Friday, July 4, 2008

Judge sends rambling lawsuit back for a rewrite

Judge Ronald Leighton (W.D. Wash., Tacoma) ordered an attorney to rewrite his 465-page complaint to get to the point. Judge sends rambling lawsuit back for a rewrite Seattle Times Newspaper, July 4, 2008.

Leighton concluded his order with some doggerel:

Plaintiff has a great deal to say,
But it seems he skipped Rule 8(a).
His Complaint is too long,
Which renders it wrong,
Please re-write and re-file today.
The case is Presidio Group LLC et al. v. GMAC Mortgage LLC et al., no. 3:08-cv-05298-RBL. So that it's clear that Judge Leighton analyzed the case with more than a funny verse, here's the full order (filed June 27, 2008):


Pending before the Court are Defendants’ Motions for a More Definite Statement (Dkts. #12, 19, 20, 21).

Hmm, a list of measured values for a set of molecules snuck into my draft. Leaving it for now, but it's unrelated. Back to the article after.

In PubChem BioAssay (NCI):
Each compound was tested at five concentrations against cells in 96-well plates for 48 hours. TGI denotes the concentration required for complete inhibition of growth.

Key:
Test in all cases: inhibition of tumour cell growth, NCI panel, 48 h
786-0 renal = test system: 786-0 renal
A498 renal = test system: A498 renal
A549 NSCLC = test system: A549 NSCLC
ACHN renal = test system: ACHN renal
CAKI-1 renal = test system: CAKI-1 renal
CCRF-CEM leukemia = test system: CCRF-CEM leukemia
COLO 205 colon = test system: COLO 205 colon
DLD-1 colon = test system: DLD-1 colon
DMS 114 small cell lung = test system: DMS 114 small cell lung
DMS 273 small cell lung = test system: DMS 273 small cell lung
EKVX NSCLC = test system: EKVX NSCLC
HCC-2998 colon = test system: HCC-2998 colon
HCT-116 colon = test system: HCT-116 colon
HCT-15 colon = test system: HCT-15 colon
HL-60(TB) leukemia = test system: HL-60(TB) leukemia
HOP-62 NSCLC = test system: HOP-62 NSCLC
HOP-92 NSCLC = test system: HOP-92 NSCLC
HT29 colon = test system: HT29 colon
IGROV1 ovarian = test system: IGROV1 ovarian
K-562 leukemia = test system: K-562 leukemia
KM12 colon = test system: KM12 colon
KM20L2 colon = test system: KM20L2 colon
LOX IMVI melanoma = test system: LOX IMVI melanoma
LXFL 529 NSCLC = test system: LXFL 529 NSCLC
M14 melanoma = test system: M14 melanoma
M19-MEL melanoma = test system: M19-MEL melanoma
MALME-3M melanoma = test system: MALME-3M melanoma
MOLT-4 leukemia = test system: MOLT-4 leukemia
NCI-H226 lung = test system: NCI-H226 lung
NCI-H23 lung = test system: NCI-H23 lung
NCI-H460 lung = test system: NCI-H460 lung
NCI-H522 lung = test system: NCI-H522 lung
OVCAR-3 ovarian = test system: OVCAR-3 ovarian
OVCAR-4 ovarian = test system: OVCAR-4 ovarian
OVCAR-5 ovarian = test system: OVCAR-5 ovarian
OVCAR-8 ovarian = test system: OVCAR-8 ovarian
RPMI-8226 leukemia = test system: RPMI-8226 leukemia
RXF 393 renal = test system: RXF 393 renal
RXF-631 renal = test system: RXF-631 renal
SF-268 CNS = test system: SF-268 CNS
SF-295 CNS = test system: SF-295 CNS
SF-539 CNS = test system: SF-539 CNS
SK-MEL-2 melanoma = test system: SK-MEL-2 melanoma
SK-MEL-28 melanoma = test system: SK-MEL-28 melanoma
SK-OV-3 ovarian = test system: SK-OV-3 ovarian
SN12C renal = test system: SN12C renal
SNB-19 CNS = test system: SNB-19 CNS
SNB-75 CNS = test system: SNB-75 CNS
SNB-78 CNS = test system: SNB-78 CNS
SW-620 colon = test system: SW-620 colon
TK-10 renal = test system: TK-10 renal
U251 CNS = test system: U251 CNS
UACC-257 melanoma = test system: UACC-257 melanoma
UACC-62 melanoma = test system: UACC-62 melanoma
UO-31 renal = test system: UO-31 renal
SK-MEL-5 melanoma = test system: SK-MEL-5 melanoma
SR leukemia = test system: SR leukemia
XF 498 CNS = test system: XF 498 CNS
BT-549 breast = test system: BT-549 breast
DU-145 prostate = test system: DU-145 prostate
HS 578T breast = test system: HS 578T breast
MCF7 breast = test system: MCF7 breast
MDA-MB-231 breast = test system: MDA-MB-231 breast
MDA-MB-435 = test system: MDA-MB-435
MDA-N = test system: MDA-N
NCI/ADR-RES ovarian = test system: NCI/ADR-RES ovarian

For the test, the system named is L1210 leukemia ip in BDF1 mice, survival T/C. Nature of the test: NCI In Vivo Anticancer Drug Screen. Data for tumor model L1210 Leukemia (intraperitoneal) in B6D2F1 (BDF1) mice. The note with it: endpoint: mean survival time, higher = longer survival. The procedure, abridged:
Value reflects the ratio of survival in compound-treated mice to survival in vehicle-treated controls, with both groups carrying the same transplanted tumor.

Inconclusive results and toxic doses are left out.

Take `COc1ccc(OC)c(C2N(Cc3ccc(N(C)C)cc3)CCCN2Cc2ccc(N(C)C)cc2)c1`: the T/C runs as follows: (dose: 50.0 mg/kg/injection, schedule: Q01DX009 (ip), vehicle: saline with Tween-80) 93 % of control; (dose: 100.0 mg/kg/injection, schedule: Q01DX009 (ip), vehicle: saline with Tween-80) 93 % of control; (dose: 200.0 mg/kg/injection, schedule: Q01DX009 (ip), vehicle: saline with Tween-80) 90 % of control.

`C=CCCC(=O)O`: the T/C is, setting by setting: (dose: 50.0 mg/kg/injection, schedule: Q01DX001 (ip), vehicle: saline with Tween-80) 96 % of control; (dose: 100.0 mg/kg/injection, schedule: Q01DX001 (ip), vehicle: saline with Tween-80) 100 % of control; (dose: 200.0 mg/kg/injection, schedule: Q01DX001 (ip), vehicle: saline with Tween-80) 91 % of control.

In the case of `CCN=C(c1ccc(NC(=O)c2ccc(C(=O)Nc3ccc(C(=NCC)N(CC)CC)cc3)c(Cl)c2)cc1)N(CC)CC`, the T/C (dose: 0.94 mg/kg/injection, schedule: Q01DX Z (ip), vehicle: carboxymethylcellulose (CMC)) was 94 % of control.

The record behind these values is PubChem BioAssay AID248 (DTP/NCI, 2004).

Defendants Cano, GMAC, F. James Mayhew, and Mark Schaller assert that Plaintiff’s Complaint, at 465 pages, is repetitious and needlessly long. They request that Plaintiff strike the unnecessary material and re-file his Complaint.


“Brevity is the soul of wit.”
--William Shakespeare
Hamlet, Act 2, Scene 2, Line 90.

Brevity is also the soul of a pleading. See Fed. R. Civ. P. 8(a). The Federal Rules envision a “short and plain statement of the claim showing that the pleader is entitled to relief.” Id. Under the liberal system of “notice pleading,” a claimant need not set out in detail the facts upon which he bases his claim; to the contrary, the claimant need only give the defendant fair notice of what the claim is, and the grounds upon which it rests. Lee v. City of Los Angeles, 250 F.3d 668, 679 (9th Cir. 2001), quoting Leatherman v. Tarrant County Narcotics Intelligence & Coordination Unit, 507 U.S. 163, 168 (1993). When alleging fraud, however, a plaintiff must “state with particularity the circumstances constituting fraud . . . .” Fed. R. Civ. P. 9(b). The Court recognizes the tension between Rule 8(a), which requires a “short and plain statement,” and Rule 9(b), which requires the party state his claim with particularity. The issue before the Court is whether Plaintiff’s 465 page Complaint correctly balances this tension.